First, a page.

NDSU Extension - Mercer County


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Conditions Are Favorable For Sunflower and Dry Bean Rust

sunflower rust, dry edible bean rust

Submitted by Craig Askim, Extension Agent, Agriculture and Natural Resources   

Heavy and/or frequent dews and warm temperatures provide a favorable environment for both sunflower and dry bean rust. We have recently received (and/or confirmed) reports of rust on sunflowers and dry beans. The two rust diseases are caused by two different pathogens (which are specific to their crop), but the ways they look, infect, spread and are managed are similar.

Signs and Symptoms. Rust is usually first observed as dusty cinnamon-brown pustules on leaf tissues. The spores (urediniospores) can be rubbed off the tissue easily, leaving a dusty brown streak. Pustules on the upper sides of the leaves will sometimes have a small yellow halo around them. Commonly, rust is easier to find on the undersides of the leaves because they have more rust pustules.

When a rust epidemic begins, symptoms usually are only found on the lower leaves and in ‘hot spots’, which are clusters of plants with relatively severe damage. Hot spots are often small and may be a few feet to several yards in diameter. Hot spots can occur anywhere in a field, but are more common near shelter belts (where plants have dew longer), near last year’s crop residue (the sunflower and dry edible bean rust pathogens overwinter in North Dakota), or near wild sunflowers (sunflower rust only).

Spread. Rust spores are easily and quickly dispersed by wind. Once rust is established and reaches the upper canopy, it will spread very quickly through a field and to nearby fields. If conditions remain favorable for infection, a rust spore can be dispersed, cause an infection and produce a new pustule with spores in as little as 7-10 days. A ‘hot spot’ can turn into an epidemic very quickly.

How do you manage sunflower rust? If rust reaches approximately 1% severity on the upper four leaves at or before bloom (R5) yield loss can occur. If that level of severity is reached at or before sunflower bloom, a fungicide application should be considered. Triazoles (Folicur, etc…) and Strobilurins (Headline, Quadris, Aproach) chemicals are among the most effective on rust. At R6 or later (after bloom) fungicide applications have not had an impact on yield in our trials. For severity guides and other information on sunflower rust, please consult the NDSU Extension publication on sunflower rust or visit the National Sunflower Association website [sunflowernsa.com] and search for rust.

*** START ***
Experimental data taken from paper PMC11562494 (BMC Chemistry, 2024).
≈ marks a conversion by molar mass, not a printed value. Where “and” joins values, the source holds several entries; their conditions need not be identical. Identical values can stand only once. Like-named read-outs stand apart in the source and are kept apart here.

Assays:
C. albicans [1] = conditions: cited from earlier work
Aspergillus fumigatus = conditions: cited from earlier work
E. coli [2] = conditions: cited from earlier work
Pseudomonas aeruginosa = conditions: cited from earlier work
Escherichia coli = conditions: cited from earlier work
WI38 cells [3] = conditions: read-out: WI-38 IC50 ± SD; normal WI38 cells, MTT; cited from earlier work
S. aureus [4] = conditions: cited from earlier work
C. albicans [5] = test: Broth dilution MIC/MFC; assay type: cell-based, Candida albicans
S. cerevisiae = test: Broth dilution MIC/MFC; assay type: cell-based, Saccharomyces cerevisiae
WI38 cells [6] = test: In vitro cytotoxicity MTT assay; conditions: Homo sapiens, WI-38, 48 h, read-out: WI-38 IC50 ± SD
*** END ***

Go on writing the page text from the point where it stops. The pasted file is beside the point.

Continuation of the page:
How do you manage dry edible bean rust? Dry edible bean rust can cause significant yield loss when the disease occurs early in the growing season and conditions remain conducive for infection and spread. If bean rust occurs, a fungicide application should be considered. The best timing for a fungicide application to manage bean rust is shortly after it is first found. Strobilurin fungicides [FRAC 11] (Aproach, Headline, Quadris, etc.) and Triazole fungicides [FRAC 3] (Folicur and generics, Proline, etc.) have consistently been the most effective in research trials. Once pintos begin to stripe (or the equivalent growth stages in other beans) management is not necessary.

For more information on dry edible bean rust visit: http://www.ag.ndsu.edu/pubs/plantsci/pests/pp1601.pdf

Source: Sam Markell - NDSU Extension Plant Pathologist

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